January 17, 2012

It started from this tropic port, aboard this tiny ship

A lighting review of The Caine Mutiny by Herman Wouk (New York: Doubleday, 1951). Paperback, 498 pp.

Rebelling against his over-ambitious and overprotective parents, Willie Keith joins the Navy during World War II. After a rocky start at officer's school, in which he gets a reputation as an immature underachiever, he receives a commission aboard the USS Caine, a WWI-era destroyer converted into a minesweeper. Conditions aboard are hellish, morale is low, and in Keith's estimation, the captain is negligent. For Captain de Vriess' part, he thinks the same of Keith after he mislays an important coded message for three days.

De Vriess is soon transferred to another post. His replacement is Commander Philip F. Queeg, whose strict, by-the-book command style is just what Keith thinks the Caine and its crew need. However, the ship's officers and crew soon become disillusioned with Queeg, who deals out harsh discipline even for minor infractions, blames the crew for his own ineptitude, and obsesses over tiny details while neglecting more important matters. For example, while dressing down a crewman, the officer of the deck and morale officer Keith for the crewman's untucked shirt, he neglects to order the helmsman to correct course, resulting in the Caine steaming full circle and cutting its own tow cable. Queeg had previously blasted the same helmsman for making needed course changes without express orders.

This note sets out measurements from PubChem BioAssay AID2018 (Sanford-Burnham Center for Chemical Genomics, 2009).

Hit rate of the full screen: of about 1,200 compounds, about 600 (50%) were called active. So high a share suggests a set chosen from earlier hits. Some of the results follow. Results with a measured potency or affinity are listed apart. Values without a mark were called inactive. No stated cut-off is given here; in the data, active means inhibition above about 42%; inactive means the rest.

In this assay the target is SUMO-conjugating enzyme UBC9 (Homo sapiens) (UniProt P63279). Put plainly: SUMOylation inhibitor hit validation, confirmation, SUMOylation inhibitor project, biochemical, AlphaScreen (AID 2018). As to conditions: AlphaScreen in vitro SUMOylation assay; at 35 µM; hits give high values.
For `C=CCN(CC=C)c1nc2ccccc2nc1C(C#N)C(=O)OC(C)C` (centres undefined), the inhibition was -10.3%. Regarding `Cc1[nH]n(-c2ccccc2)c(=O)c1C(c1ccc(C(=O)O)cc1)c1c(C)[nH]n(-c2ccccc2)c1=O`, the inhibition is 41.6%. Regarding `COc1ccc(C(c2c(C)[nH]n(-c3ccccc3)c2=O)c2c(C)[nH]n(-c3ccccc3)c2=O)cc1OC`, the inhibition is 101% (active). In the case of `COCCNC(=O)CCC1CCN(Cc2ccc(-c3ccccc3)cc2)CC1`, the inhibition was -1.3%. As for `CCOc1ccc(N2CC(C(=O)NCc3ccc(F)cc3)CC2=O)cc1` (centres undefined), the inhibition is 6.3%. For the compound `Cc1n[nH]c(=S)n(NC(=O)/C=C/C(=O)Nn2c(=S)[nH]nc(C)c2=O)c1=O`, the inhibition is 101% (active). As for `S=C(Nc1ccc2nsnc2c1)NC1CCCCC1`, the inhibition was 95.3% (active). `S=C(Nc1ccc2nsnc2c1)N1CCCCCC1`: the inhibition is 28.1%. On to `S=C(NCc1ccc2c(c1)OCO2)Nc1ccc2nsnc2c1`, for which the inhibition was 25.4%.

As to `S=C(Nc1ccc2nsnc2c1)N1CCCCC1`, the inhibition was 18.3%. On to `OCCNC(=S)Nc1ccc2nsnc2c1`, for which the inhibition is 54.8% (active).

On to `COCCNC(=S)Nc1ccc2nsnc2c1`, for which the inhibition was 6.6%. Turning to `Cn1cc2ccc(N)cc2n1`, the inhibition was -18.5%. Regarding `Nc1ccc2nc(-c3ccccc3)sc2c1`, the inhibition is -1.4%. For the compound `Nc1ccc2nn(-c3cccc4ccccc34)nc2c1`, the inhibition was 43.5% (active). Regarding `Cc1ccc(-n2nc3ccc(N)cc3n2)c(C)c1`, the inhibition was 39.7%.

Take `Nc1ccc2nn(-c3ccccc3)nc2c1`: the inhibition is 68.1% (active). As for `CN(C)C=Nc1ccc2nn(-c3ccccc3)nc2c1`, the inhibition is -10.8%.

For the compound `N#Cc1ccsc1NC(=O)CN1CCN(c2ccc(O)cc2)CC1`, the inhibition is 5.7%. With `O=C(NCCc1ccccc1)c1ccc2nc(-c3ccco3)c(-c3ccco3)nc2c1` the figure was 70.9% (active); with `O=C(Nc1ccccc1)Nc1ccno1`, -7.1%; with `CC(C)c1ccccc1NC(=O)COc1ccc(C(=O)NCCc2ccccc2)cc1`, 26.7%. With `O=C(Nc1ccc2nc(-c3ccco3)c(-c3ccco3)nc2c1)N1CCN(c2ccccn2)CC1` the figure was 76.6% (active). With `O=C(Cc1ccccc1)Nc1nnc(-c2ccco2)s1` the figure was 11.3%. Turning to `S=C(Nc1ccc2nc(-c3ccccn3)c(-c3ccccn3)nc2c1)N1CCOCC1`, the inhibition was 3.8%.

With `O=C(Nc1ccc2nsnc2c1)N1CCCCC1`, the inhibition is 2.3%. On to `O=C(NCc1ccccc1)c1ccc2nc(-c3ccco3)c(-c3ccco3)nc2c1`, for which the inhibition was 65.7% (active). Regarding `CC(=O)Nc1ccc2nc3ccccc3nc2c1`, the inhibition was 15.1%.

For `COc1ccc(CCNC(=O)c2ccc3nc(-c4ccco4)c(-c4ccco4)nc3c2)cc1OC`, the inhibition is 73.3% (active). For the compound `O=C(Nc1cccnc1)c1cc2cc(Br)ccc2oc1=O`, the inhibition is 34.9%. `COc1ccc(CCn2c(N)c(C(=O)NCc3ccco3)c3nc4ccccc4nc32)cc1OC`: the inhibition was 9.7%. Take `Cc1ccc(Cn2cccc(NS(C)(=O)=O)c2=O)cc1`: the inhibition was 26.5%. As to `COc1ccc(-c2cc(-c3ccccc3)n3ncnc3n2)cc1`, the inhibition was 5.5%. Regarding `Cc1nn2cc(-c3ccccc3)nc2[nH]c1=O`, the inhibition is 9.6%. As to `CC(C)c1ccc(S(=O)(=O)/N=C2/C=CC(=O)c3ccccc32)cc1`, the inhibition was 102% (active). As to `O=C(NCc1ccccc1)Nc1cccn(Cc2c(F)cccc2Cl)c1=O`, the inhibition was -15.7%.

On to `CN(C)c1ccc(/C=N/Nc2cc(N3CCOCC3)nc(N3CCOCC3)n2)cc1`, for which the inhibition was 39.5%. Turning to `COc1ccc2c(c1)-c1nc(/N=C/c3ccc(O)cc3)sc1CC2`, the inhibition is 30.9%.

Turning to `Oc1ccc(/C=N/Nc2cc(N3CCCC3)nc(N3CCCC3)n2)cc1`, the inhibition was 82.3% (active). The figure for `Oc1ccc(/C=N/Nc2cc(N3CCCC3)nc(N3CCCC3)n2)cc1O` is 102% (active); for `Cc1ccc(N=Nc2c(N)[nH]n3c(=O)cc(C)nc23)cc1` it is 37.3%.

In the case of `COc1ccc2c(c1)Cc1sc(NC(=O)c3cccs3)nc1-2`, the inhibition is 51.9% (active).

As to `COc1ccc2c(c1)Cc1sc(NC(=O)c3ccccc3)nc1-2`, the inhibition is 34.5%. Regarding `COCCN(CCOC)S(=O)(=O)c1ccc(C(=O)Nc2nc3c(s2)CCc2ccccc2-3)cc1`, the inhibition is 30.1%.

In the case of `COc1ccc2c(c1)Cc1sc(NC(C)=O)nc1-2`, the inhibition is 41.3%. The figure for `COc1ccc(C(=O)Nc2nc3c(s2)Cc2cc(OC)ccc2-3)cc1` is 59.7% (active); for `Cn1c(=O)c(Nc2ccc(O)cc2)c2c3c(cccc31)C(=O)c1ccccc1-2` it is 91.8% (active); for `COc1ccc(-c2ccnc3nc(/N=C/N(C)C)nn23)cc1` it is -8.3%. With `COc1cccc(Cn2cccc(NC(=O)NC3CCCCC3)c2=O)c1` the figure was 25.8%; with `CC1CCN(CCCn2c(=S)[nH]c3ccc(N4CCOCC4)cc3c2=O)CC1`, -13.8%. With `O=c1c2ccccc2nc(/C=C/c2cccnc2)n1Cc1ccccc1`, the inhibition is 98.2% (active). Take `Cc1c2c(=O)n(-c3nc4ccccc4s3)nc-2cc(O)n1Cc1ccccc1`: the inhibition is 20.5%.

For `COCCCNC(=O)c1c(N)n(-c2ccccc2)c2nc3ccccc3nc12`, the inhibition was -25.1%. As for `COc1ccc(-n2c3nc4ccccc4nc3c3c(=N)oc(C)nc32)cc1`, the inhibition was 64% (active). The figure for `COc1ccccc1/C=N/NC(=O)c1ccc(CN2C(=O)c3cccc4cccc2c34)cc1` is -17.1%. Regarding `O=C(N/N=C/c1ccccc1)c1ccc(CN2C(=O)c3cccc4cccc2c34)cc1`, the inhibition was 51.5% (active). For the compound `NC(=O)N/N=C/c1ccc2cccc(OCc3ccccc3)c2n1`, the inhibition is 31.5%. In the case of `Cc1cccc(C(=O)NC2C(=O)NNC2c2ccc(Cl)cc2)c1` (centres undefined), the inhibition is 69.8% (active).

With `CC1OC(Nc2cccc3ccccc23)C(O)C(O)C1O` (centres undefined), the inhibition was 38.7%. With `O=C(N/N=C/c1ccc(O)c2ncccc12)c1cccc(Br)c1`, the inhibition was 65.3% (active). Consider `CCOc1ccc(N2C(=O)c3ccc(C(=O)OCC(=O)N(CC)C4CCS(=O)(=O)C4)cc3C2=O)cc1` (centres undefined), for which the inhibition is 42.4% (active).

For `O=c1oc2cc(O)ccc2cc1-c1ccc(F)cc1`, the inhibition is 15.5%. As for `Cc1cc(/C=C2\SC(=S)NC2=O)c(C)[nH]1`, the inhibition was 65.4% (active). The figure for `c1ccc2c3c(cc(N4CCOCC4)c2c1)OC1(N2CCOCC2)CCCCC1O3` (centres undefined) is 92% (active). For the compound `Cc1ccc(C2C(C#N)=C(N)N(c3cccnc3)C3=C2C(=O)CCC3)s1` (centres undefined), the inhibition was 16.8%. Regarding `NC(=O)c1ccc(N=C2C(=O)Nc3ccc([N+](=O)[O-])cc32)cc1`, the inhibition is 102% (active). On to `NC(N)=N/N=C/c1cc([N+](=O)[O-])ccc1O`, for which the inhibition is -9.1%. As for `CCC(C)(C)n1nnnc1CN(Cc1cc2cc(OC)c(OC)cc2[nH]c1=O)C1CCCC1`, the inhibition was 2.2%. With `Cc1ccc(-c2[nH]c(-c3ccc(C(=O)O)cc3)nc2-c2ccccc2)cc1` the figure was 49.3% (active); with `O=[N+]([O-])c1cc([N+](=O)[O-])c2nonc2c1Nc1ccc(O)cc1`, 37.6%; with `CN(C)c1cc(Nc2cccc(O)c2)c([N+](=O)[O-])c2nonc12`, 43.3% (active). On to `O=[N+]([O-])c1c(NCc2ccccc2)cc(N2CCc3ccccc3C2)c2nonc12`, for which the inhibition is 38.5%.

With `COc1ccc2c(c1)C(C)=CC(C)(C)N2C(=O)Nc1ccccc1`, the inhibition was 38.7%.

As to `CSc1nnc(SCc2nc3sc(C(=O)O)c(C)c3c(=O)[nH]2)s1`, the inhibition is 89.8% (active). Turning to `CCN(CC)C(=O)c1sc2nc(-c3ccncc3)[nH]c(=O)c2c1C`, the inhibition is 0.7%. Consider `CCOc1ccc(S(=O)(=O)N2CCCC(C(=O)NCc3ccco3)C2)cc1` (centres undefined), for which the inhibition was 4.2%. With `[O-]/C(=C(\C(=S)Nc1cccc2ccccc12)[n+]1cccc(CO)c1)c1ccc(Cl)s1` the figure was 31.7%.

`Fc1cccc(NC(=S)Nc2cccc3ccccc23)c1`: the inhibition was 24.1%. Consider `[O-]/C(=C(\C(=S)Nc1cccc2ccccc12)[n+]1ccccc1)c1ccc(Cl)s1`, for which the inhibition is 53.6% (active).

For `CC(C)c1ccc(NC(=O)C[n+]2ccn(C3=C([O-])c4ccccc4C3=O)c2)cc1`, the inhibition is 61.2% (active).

The ship's executive officer, Steve Maryk, learns of an obscure naval regulation that allows for a captain to be removed from his post if he is mentally ill and incapable of command. With Queeg becoming increasingly irrational and paranoid, Maryk begins logging his actions. It's only a matter of time before he or the other officers of the Caine withstand Queeg to his face.

Herman Wouk based this classic novel on his own experiences on a similar minesweeper-destroyer during WWII. He notes, in a disclaimer, that the captains he served with were honorable men and the mutiny aboard the fictitious Caine is not based on any real-life events. It's less a war novel than a coming-of-age novel, as Willie Keith matures—as a naval officer, a lover, and a man. I could find no fault with The Caine Mutiny of consequence. Read it!

The 1954 movie starring Humphrey Bogart as Queeg is also worth noting. It is generally true to the novel, though abridged. It also makes Queeg into a more morally ambiguous character—in Wouk's novel, it's clear that Queeg is paranoid, incompetent, and manipulative. In the movie, by the time of Maryk's court martial, you start to feel sympathy for Queeg, as though he is more sinned against than sinning.